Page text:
UK brick imports are on the rise, as construction firms struggle to find brick supplies. With domestic brick makers unable to satisfy the nation’s ever-increasing demands, the UK is relying on imported bricks to keep the country building.
The UK’s reliance on imported bricks is historical. Domestic brick production halved as a result of the 2008 recession, with many plants mothballed, or closed permanently. When the housing market picked up in 2014-15, bricks were already in short supply. By 2019, the UK was the largest importer of bricks in the world, importing $33.4 million in bricks from the Netherlands, Spain, France, Denmark, Portugal and Turkey.
In June 2021, Government figures reported that brick inventories had plummeted to a 20-year low. This year, the UK will import bricks to an estimated value of £135.8 million. UK production capacity cannot meet the demand for bricks and roof tiles, and is unlikely to for at least another year, Construction News reports.
“In terms of skills shortages, in some hotspots of activity where house building, refurbishment and infrastructure is buoyant, there have been shortages of skilled (and even unskilled) construction labour since Spring 2021. This has been exacerbated by the fall in EU labour. Most construction trades are not on the government’s Shortage Occupation List.”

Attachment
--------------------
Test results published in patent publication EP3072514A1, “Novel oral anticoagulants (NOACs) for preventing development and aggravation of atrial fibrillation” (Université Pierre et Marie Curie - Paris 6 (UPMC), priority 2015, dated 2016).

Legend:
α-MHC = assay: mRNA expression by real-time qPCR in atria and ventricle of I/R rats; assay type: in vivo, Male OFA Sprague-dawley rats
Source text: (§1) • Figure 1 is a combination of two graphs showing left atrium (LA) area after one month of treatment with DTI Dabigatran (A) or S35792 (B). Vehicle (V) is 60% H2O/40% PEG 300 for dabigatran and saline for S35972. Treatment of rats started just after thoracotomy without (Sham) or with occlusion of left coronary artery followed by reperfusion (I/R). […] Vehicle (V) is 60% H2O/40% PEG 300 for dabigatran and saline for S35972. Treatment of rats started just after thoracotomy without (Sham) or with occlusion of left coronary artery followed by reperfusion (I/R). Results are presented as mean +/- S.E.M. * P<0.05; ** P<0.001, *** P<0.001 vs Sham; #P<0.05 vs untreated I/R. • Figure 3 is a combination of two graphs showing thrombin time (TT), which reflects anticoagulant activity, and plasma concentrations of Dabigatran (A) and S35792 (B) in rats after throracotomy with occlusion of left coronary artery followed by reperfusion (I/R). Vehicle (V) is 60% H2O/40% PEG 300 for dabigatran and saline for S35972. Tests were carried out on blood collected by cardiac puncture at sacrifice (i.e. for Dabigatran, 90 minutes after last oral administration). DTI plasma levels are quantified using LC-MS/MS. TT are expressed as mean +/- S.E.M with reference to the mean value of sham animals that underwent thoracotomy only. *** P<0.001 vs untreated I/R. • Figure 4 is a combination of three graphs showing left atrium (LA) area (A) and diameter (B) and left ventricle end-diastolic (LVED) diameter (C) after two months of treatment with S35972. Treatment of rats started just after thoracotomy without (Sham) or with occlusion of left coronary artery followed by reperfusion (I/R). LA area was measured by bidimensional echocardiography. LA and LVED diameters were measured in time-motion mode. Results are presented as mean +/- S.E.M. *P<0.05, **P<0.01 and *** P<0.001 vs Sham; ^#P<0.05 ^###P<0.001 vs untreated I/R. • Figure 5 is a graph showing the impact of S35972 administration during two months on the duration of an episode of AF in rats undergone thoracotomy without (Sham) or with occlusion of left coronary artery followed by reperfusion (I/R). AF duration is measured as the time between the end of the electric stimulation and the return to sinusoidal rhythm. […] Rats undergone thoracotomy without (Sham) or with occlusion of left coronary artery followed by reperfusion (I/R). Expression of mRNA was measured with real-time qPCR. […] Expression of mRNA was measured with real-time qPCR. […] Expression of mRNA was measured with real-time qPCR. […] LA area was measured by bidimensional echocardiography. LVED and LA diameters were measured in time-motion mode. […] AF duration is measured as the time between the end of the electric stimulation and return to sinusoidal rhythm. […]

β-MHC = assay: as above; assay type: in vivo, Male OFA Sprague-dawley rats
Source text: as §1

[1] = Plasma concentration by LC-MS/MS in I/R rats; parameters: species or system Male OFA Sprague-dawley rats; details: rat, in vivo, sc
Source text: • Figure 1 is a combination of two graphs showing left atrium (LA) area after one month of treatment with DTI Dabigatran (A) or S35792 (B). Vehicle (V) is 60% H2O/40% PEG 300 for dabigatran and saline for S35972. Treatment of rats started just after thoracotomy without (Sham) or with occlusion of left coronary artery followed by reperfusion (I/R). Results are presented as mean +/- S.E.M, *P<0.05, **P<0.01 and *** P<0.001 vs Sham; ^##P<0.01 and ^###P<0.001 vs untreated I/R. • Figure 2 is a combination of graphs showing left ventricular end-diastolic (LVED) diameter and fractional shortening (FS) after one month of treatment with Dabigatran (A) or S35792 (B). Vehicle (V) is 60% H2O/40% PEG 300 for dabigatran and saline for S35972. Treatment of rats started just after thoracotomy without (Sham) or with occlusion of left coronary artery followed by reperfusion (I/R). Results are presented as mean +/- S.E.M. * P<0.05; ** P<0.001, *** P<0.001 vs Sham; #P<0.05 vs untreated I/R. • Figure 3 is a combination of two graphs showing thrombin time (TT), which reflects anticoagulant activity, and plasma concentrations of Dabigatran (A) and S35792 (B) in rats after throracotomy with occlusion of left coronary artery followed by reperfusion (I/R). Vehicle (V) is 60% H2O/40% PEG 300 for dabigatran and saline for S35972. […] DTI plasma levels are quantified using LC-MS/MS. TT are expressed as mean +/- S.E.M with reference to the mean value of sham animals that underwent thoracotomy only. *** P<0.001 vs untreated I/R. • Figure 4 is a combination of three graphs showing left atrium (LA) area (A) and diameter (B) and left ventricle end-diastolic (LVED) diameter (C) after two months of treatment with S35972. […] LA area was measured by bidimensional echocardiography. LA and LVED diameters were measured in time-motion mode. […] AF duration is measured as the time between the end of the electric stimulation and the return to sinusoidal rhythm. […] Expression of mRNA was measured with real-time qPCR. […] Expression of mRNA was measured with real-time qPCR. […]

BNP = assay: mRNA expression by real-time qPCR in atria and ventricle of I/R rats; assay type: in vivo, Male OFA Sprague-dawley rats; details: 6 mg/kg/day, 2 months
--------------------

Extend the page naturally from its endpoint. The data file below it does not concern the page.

Noble Francis, of the Construction Products Association
The National Federation of Builders (NFB) and House Builders Association (HBA) say material shortages are obstructing the government from realising its house building and construction ambitions. Both bodies are calling on the government to allow greater flexibility on which construction materials can be used.
The UK is bringing on line three new brickmaking plants and production is likely to commence in 2023/2024. By then, the combined annual output is anticipated to be at an estimated 150 million bricks.
In the meantime, the industry must continue to rely on imported bricks from the EU. As well as further afield including India, Pakistan and the Asia-Pacific region.
That is if we want to continue building.